Using machine learning methods to improve chronic disease case definitions in primary care electronic medical records
AdvisorWilliamson, Tyler S.
Sajobi, Tolulope T.
AuthorLethebe, Brendan Cord
Committee MemberQuan, Hude
Ronksley, Paul Everett
MetadataShow full item record
AbstractBackground: Chronic disease surveillance at the primary care level is becoming more feasible with the increased use of electronic medical records (EMRs). However, the quality of surveillance information is directly dependent on the quality of the case definitions that identify the conditions of interest. Purpose: To determine whether machine learning algorithms can produce chronic disease case definitions comparable to committee created case definitions in a primary care EMR setting. Methods: A chart review was conducted for the presence of hypertension, diabetes, osteoarthritis, and depression in a cohort of 1920 patients from the Canadian Primary Care Sentinel Surveillance Network database. The results of this chart review were used as training data. The C5.0, Classification and Regression Tree, Chi-Squared Automated Interaction Detection decision trees, Forward Stepwise logistic regression, Least Absolute Shrinkage and Selection Operator penalized logistic regression were compared using 10-fold cross validation. Sensitivity, specificity, positive predictive value and negative predictive value were estimated and compared for the four chronic conditions of interest. Results: Validity measures were similar across algorithms. For hypertension, sensitivity ranged between 93.1-96.7%, while specificity ranged from 88.8-93.2%. For diabetes, sensitivities ranged from 93.5-96.3% with specificities between 97.1-99.0%. For osteoarthritis, sensitivities ranged from 82.0-84.4% with specificities between 92.7-94.0%. For depression, sensitivities went from 81.4-88.3%, and specificities ranged from 93.4-94.9%. Compared with the committee-created case definitions, these metrics were equivalent or better using the machine learning method. Conclusions: Machine learning algorithms produced accurate case definitions comparable to committee-created case definitions. It is possible to use machine learning techniques to develop high quality case definitions from EMR data.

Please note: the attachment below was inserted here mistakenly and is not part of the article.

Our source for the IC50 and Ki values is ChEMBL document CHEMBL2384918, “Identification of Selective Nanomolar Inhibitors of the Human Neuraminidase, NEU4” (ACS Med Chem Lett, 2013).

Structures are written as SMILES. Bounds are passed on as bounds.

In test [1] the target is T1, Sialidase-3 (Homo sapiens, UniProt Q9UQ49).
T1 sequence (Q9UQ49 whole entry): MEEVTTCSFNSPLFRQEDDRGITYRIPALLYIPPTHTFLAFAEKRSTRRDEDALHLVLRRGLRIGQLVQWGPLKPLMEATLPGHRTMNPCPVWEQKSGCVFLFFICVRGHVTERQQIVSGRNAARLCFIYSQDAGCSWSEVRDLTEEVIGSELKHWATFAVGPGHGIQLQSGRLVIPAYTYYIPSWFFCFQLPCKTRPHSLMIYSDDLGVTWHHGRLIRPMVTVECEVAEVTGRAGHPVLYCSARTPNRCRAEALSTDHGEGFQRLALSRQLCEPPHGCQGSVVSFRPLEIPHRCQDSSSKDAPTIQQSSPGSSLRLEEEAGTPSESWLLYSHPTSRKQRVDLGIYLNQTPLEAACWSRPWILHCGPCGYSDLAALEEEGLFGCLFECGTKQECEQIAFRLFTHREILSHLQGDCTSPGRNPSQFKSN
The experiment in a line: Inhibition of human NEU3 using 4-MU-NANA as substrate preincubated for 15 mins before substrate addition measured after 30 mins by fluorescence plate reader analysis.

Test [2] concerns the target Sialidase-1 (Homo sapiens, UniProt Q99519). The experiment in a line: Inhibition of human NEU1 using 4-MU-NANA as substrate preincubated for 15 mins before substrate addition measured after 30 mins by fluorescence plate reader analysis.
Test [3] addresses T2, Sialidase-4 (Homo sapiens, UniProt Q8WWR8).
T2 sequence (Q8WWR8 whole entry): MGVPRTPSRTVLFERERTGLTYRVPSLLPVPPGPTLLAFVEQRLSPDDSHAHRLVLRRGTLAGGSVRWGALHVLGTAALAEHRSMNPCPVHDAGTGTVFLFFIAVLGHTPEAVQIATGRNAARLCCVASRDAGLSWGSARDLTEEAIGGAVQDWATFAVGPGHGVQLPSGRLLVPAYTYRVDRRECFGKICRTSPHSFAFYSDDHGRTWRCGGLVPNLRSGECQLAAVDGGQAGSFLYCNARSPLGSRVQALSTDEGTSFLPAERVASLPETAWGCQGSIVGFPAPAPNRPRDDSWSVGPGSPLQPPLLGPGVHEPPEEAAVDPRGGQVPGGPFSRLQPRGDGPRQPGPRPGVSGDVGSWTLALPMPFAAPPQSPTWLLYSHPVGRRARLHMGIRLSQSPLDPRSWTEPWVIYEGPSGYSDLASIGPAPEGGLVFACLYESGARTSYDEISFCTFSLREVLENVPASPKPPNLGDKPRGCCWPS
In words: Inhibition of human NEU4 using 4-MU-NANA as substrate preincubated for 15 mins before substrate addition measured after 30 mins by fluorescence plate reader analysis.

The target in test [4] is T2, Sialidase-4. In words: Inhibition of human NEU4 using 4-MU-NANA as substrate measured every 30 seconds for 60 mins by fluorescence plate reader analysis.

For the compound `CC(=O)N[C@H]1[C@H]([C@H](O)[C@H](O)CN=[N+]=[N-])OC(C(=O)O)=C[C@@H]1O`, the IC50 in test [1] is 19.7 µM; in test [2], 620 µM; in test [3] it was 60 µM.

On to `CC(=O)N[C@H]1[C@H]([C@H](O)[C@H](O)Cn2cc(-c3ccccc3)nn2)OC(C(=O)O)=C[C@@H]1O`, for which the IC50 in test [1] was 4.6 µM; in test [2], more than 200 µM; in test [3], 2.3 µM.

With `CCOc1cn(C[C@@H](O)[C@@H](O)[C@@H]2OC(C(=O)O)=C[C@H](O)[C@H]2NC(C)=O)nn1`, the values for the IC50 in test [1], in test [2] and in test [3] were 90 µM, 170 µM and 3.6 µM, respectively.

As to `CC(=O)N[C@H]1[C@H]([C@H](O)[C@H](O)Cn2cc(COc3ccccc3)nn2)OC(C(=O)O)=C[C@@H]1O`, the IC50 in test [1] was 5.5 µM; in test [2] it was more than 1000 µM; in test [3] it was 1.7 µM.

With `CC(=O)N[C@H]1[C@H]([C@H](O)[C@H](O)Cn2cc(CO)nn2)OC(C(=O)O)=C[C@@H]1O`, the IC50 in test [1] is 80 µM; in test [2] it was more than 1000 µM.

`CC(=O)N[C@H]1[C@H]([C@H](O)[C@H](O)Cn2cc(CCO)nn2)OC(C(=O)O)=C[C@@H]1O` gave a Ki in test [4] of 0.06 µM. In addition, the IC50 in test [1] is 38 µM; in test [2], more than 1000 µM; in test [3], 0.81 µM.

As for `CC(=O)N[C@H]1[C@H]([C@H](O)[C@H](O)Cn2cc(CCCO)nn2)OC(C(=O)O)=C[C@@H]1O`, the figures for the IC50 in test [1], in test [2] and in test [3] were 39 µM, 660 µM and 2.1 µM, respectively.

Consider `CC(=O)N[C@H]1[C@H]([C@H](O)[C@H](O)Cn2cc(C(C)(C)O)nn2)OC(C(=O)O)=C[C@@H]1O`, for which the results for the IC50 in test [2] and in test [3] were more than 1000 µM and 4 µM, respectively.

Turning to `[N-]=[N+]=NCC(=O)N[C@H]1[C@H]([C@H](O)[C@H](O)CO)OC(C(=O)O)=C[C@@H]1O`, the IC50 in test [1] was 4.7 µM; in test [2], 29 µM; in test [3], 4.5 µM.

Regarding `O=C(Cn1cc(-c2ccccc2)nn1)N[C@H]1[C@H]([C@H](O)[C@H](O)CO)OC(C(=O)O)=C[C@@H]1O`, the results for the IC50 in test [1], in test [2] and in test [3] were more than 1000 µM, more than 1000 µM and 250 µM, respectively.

CitationLethebe, B. C. (2018). Using machine learning methods to improve chronic disease case definitions in primary care electronic medical records (Unpublished master's thesis). University of Calgary, Calgary, AB. doi:10.11575/PRISM/31824
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